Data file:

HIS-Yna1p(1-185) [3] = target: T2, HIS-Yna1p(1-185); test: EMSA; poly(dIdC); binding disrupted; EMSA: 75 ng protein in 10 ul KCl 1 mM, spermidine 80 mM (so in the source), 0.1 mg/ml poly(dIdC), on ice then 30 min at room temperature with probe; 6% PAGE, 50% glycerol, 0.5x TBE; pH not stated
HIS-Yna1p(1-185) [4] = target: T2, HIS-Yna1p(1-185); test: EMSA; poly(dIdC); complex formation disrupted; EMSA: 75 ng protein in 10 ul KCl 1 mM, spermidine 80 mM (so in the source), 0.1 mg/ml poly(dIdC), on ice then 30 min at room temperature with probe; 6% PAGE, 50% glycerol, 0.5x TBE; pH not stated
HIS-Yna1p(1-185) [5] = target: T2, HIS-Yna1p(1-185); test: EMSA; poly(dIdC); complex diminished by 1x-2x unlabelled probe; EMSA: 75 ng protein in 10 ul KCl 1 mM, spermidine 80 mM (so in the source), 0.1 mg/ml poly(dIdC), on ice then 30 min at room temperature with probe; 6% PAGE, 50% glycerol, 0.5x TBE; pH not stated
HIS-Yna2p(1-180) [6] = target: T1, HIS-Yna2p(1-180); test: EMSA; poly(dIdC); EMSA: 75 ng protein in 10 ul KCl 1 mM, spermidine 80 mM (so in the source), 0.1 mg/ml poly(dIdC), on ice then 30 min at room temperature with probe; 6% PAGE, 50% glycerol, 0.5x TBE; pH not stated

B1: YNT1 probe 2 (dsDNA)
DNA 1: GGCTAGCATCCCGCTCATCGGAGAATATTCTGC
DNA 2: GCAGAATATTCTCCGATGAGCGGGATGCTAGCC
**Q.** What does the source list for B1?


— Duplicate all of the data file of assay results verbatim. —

HIS-Yna1p(1-185) [3] = target: T2, HIS-Yna1p(1-185); test: EMSA; poly(dIdC); binding disrupted; EMSA: 75 ng protein in 10 ul KCl 1 mM, spermidine 80 mM (so in the source), 0.1 mg/ml poly(dIdC), on ice then 30 min at room temperature with probe; 6% PAGE, 50% glycerol, 0.5x TBE; pH not stated
HIS-Yna1p(1-185) [4] = target: T2, HIS-Yna1p(1-185); test: EMSA; poly(dIdC); complex formation disrupted; EMSA: 75 ng protein in 10 ul KCl 1 mM, spermidine 80 mM (so in the source), 0.1 mg/ml poly(dIdC), on ice then 30 min at room temperature with probe; 6% PAGE, 50% glycerol, 0.5x TBE; pH not stated
HIS-Yna1p(1-185) [5] = target: T2, HIS-Yna1p(1-185); test: EMSA; poly(dIdC); complex diminished by 1x-2x unlabelled probe; EMSA: 75 ng protein in 10 ul KCl 1 mM, spermidine 80 mM (so in the source), 0.1 mg/ml poly(dIdC), on ice then 30 min at room temperature with probe; 6% PAGE, 50% glycerol, 0.5x TBE; pH not stated
HIS-Yna2p(1-180) [6] = target: T1, HIS-Yna2p(1-180); test: EMSA; poly(dIdC); EMSA: 75 ng protein in 10 ul KCl 1 mM, spermidine 80 mM (so in the source), 0.1 mg/ml poly(dIdC), on ice then 30 min at room temperature with probe; 6% PAGE, 50% glycerol, 0.5x TBE; pH not stated

B1: YNT1 probe 2 (dsDNA)
DNA 1: GGCTAGCATCCCGCTCATCGGAGAATATTCTGC
DNA 2: GCAGAATATTCTCCGATGAGCGGGATGCTAGCC
**Q.** What does the source list for B1?